Growing A Classroom

KIWI Magazine

Growing A Classroom

You’ve probably heard about school gardens. But some schools are taking it one step further: They’re turning their gardens into mini ecosystems, with plants and animals that coexist and thrive. They’re called habitats, and they also offer a special opportunity for students to learn about the environment in action.

Take Newton-Lee Elementary School in Ashburn, Virginia. Principal Carol Winters and volunteers worked to create the school’s habitat, which was finished in September 2011. It now includes native Virginia flora, a pond, and animals like frogs, plus design elements that connect it to local history. (The pond and waterfall represent Virginia’s James River, home to one of America’s first settlements.) The habitat also has details to honor Christopher Newton and Doug Lee, two town residents and the school’s namesakes, who died on September 11. For instance, they planted Bleeding Heart flowers in the shape of a 77, since Newton and Lee were on American Airlines Flight 77 when it hit the Pentagon.

The habitat provides a fantastic learning opportunity for students, says Winters. Whether it’s fifth-graders making fertilizer in the classroom and studying its effects, or second graders documenting the life span of a butterfly, classes are able to utilize the space nearly every day.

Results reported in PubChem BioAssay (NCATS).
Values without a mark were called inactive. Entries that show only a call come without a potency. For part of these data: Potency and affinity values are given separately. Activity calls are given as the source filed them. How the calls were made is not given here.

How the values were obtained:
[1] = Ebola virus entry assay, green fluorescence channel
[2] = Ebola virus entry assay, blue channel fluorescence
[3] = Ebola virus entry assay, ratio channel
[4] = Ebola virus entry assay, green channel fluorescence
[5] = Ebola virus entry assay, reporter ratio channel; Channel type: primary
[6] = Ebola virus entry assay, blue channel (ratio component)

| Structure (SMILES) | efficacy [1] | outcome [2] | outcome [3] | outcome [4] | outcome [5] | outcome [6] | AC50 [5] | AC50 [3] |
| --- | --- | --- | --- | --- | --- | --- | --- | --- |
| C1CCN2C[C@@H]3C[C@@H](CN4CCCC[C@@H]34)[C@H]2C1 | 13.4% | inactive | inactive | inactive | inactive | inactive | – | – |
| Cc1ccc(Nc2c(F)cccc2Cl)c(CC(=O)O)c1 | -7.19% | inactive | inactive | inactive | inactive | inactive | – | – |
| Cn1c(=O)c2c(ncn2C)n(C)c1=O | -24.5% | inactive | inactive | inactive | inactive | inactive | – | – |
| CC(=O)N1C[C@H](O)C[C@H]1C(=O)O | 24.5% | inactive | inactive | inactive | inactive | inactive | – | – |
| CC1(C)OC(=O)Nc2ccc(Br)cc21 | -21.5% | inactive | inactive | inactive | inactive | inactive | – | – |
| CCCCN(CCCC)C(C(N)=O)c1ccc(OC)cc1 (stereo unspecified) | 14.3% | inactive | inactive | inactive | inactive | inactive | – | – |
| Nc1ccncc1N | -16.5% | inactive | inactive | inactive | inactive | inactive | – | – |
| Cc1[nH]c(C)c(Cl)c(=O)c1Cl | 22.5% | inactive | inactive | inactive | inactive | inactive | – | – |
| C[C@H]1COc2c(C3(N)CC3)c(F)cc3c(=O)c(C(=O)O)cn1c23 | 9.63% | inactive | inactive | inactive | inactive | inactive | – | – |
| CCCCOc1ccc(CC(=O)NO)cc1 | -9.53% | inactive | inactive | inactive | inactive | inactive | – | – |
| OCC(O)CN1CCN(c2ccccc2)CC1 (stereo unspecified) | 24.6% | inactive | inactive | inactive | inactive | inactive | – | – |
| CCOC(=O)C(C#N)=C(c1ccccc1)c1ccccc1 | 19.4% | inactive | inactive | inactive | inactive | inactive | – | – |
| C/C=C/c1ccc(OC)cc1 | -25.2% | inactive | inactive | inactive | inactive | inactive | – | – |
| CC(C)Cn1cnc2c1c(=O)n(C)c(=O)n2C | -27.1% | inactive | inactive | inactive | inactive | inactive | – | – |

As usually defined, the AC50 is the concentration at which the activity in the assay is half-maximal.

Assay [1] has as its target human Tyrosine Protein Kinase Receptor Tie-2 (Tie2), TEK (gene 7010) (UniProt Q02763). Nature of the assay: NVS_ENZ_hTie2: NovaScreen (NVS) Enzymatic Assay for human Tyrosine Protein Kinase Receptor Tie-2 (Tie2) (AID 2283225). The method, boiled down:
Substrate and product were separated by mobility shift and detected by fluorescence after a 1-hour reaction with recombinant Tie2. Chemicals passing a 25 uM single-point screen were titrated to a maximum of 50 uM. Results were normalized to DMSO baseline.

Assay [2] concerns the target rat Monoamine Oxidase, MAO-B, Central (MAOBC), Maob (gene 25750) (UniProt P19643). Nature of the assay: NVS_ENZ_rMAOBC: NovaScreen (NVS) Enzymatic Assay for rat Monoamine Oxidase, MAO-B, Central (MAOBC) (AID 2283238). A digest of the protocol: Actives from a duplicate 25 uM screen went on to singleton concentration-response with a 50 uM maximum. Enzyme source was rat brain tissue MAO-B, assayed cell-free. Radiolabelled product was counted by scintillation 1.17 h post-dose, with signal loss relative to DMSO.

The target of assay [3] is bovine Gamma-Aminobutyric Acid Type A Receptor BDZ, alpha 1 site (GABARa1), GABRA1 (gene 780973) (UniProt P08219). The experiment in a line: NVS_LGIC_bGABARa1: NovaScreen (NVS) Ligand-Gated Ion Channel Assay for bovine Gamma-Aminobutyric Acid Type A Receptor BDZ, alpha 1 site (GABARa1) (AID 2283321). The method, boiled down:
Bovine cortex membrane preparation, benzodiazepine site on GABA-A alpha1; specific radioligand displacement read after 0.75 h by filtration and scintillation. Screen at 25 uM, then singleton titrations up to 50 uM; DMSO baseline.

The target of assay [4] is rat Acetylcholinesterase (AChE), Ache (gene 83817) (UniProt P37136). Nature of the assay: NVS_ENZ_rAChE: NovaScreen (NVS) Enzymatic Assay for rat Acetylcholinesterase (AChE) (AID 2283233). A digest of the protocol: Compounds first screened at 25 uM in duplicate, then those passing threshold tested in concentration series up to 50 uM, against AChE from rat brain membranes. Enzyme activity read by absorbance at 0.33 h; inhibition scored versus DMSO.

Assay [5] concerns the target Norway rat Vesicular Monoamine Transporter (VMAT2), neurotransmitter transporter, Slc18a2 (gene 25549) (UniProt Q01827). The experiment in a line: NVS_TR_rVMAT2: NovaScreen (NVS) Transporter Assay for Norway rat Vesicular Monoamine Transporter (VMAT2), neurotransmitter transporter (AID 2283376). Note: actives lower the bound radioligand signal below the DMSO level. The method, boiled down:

Thanks to this learning environment, as well as the abundance of local plants and animals, the National Wildlife Federation certified Newton-Lee’s habitat as an official Schoolyard Habitat last year. The program, which began in 1996, helps schools use a habitat as an educational setting.

“These gardens can encourage kids’ educational experiences, since you can teach just about any subject outside,” says Nicole Rousmaniere of the National Wildlife Federation.

Since Newton-Lee earned the certification–which entitles teh school to an official sign for their habitat and more–there has been even more interest to expand and develop the habitat. “It has bridged the school with the community,” Winters says. “And parents have never seen anything like it. Their kids are learning so much–they’re talking about nature and recycling and how to care for the planet. The kids are learning that we have to keep these plants and animals alive, since they’re part of our heritage and the future.”

Want to start a Schoolyard Habitat?

Three things to put on your to-do list:

Get support:“One of the most important things you can do is get as much of the school community involved as possible, to make it sustainable for an extended amount of time,” says Rousmaniere. Get a group together to drum up support and oversee the project.

Do research:The NWF website has lots of helpful info, including a detailed “hot-to guide.” They also list available grants to help your school find funding.

Start small:“All habitats require food, water, cover, and a place for wildlife to raise their young,” says Rousmaniere. “So you can start with a few plants, a water source, and a covered area, like a birdhouse.”

To learn more,visit

The habitat

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